Excuses and More Excuses

Do you have any idea how many calls I take on my radio program having to do with being overweight and out of condition?  Some people make unfortunate choices in a romantic partner because they believe that being fat makes them  less attractive to a more preferable partner.  Parents call with complaints their obese and sedentary children are being “razzed” in school.  Many women have told me they don’t have sex with their husbands because they hate the way their bodies look!  And others have weight-related medical problems, like adult-onset diabetes, bad knees and low energy.

Ultimately, it all comes down to something that is fixable if there’s an effort made to routinely exercise and moderate one’s food intake.

Nonetheless, the callers generally dismiss this rather straightforward solution with “issues” of depression, low self-esteem, problems from childhood, difficult schedules, etc., all to explain or excuse not exercising or controlling their eating habits.

It’s true eating (the first activity we experience upon birth) is a source of solace and pleasure.  However, as mature adults, we have to satisfy those human needs in healthier ways than letting our bodies be punished into obesity, poor balance, or bad conditioning, all which diminish the quality of life and life’s intimacies.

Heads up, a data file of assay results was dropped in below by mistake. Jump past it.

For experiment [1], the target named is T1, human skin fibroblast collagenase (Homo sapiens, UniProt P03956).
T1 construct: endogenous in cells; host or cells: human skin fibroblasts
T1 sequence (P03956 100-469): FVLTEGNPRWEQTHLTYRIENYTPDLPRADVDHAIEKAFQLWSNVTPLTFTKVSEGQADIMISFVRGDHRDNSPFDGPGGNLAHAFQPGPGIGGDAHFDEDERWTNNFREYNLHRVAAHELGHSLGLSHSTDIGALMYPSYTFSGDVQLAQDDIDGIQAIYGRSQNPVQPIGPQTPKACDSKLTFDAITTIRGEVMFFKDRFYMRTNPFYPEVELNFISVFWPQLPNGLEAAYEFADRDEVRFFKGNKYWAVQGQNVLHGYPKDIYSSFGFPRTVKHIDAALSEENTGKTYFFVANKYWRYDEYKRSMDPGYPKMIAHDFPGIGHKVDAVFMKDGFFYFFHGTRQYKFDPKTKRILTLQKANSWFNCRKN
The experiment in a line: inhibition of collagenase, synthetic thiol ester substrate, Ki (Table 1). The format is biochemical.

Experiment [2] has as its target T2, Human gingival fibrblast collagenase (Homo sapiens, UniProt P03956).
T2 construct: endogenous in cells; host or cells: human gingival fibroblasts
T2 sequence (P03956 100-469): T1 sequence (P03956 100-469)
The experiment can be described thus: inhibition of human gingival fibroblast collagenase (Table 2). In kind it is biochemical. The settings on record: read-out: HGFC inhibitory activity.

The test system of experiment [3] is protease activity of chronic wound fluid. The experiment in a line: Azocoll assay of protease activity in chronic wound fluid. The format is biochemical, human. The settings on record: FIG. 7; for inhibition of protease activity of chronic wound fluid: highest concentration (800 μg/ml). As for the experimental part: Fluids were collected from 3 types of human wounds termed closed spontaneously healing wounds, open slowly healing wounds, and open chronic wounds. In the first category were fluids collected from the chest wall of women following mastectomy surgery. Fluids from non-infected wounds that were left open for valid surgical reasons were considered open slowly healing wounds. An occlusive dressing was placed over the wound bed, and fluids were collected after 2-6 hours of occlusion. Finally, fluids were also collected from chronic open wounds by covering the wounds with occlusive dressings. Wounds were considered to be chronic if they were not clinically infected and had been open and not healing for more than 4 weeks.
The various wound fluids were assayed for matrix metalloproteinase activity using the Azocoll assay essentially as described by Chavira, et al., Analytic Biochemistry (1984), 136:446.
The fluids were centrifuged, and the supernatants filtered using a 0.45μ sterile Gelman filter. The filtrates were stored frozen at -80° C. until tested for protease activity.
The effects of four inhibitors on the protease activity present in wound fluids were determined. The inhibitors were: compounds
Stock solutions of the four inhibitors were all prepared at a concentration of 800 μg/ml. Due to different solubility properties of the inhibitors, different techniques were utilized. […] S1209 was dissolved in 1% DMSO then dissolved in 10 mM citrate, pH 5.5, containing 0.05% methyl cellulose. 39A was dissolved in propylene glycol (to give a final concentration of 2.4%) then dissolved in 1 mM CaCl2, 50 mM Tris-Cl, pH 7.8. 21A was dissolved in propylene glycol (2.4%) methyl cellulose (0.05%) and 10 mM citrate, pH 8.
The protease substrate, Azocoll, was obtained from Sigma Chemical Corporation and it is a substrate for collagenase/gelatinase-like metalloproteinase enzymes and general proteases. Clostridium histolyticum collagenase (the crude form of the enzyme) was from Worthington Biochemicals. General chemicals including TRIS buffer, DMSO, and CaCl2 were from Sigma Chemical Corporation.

According to Bloomberg Business Week, only 5% of American adults do some type of vigorous physical activity on any given day.  Most of the respondents to their survey reported such sedentary activities as eating and drinking (96%), watching TV/movies (80%) or only very light activities such as washing, dressing, grooming (79%) or driving a car/motorcycle (71%).

Worse still, the most reported “moderate activity” was food and drink preparation!  38% of the women and 13% of the men listed that one as a physical activity.

These facts demonstrate that, generally, being out of condition is largely a voluntary condition for which people then complain about a lack of motivation. The reason many people join exercise and diet groups is they are held accountable as a motivation. Being part of a group which all has the same goal (e.g., weight loss, muscle toning) puts you in a competitive atmosphere as well as a supportive one.  Going for walks with others, working out with friends, getting involved in a healthy cooking group and other similar examples all contribute to accountability.

Motivation is not a miracle, and it’s not something you should count on before you do what is right, good, and healthy for yourself and others.  Discipline ultimately comes from wanting to be proud of yourself and by learning about your level of courage and character.